Southeastern Section - 57th Annual Meeting (10–11 April 2008)

Paper No. 7
Presentation Time: 8:00 AM-12:00 PM


HOFFMANN, Derek1, HERBERT, Gregory2, HARRIES, Peter2, OCHES, Eric2 and PORTELL, Roger3, (1)Department of Geosciences, University of Arizona, 1040 E 4th St, Tucson, AZ 85721, (2)Department of Geology, University of South Florida, 4202 E. Fowler Ave., SCA 528, Tampa, FL 33620, (3)Florida Museum of Natural History, University of Florida, Gainesville, FL 32611,

When considering the observed taxonomic richness of a community, the effects of sampling intensity and evenness on diversity patterns must be considered. Evenness is a measure of the relative abundance of a species in a collection, where the probability of sampling all species decreases as abundance distributions become more uneven. Sampling intensity also affects richness estimates because many species are only rarely encountered. A low sampling intensity and an uneven community will produce a richness level that is artificially low. The goal of this study is to examine the evenness and richness of molluscan communities in Florida, spanning the Miocene to the Pleistocene, to determine if a late Pliocene extinction event took place or if a drop in diversity is due to low sampling intensity or low evenness. To do this we constructed the first molluscan database of the Early Miocene Chipola Formation using standardized samples and then compared these samples to unpublished data of late Neogene molluscan collections.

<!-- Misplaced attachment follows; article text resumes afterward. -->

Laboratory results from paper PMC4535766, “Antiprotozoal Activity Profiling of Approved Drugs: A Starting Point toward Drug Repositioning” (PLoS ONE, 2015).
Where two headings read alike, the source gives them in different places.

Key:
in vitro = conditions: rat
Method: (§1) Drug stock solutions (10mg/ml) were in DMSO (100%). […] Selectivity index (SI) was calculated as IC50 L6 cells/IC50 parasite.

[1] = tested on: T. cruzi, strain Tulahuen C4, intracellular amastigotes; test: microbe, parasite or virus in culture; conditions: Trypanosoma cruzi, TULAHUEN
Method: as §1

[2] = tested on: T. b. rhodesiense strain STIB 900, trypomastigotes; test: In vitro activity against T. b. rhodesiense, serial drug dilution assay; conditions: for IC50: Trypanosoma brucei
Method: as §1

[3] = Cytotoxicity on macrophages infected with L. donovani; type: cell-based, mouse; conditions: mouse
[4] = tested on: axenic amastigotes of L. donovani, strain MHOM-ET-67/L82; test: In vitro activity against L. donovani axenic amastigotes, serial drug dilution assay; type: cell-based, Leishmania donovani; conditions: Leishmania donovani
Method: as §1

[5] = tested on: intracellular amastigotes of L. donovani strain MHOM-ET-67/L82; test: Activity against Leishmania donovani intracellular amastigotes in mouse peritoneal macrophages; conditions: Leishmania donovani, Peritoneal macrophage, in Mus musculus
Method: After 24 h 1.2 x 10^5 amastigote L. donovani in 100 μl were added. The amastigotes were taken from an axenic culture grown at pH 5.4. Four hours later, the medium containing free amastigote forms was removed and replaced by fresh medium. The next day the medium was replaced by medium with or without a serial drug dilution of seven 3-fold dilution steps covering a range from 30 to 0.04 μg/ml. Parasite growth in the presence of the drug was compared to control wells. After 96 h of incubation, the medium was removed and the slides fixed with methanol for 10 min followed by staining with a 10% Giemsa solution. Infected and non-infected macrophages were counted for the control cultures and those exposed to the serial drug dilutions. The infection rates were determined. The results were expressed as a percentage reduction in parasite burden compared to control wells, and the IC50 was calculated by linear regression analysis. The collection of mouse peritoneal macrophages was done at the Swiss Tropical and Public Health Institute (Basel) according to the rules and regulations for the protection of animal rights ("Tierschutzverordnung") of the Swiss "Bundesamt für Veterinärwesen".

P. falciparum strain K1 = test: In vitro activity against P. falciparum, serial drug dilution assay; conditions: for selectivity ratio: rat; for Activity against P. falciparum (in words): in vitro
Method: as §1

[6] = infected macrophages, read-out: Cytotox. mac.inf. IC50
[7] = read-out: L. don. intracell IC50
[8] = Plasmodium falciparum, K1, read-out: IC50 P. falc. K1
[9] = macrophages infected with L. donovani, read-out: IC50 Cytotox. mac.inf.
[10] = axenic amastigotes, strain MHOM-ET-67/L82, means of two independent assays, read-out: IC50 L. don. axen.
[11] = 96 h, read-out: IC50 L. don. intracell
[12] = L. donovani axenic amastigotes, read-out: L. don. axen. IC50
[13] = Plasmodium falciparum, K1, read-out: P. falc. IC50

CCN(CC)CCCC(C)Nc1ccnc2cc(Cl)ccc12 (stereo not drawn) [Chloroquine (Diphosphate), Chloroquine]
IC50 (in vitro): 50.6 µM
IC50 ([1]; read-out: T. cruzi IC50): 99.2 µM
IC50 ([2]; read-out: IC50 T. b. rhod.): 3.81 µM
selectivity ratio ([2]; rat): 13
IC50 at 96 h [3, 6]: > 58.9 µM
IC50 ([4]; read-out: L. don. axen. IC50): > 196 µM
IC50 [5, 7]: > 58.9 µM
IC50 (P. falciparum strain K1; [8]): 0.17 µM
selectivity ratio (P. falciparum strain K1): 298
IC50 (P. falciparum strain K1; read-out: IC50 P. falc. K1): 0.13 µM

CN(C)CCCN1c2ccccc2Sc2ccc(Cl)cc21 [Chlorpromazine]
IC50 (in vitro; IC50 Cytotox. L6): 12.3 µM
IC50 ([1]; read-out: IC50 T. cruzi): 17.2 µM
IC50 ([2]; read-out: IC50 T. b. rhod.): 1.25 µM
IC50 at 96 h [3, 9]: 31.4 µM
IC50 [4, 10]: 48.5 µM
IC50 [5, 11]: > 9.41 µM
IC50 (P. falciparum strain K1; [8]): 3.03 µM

Sample collection in the Chipola Formation occurred along a horizontal transect and at different bedding planes in the section along the Apalachicola River. The samples were collected in 1-gallon bags as bulk samples and sieved with a 5 mm and 3 mm stacked mesh. Only gastropods with a complete apex and bivalves with a complete umbo were used for analysis. Each specimen was identified to species level when possible using literature and museum collections. The PIE, E(1/D), E(1-D), and E –ln(D) evenness indices were applied along with the Simpson Dominance Index and the Shannon Diversity Index.

Comparisons of rarefaction curves for the Early Miocene Chipola Fm., the Pliocene Pinecrest Beds and Caloosahatchee Fm., and the Pleistocene Bermont and Fort Thompson Fms. at a standardized cutoff of 95 gastropod specimens recovered richness levels of 35, 30, 37, 21 and 25 species, respectively. Changes in gastropod richness occur independently of evenness until the Bermont, where a slight decrease in evenness appears to exaggerate diversity loss across the Plio-Pleistocene boundary. These results point to a major shift in community diversity and structure at the Plio-Pleistocene boundary, with no evidence for recovery through the Late Pleistocene. Analyses of bivalve diversity patterns will also be presented.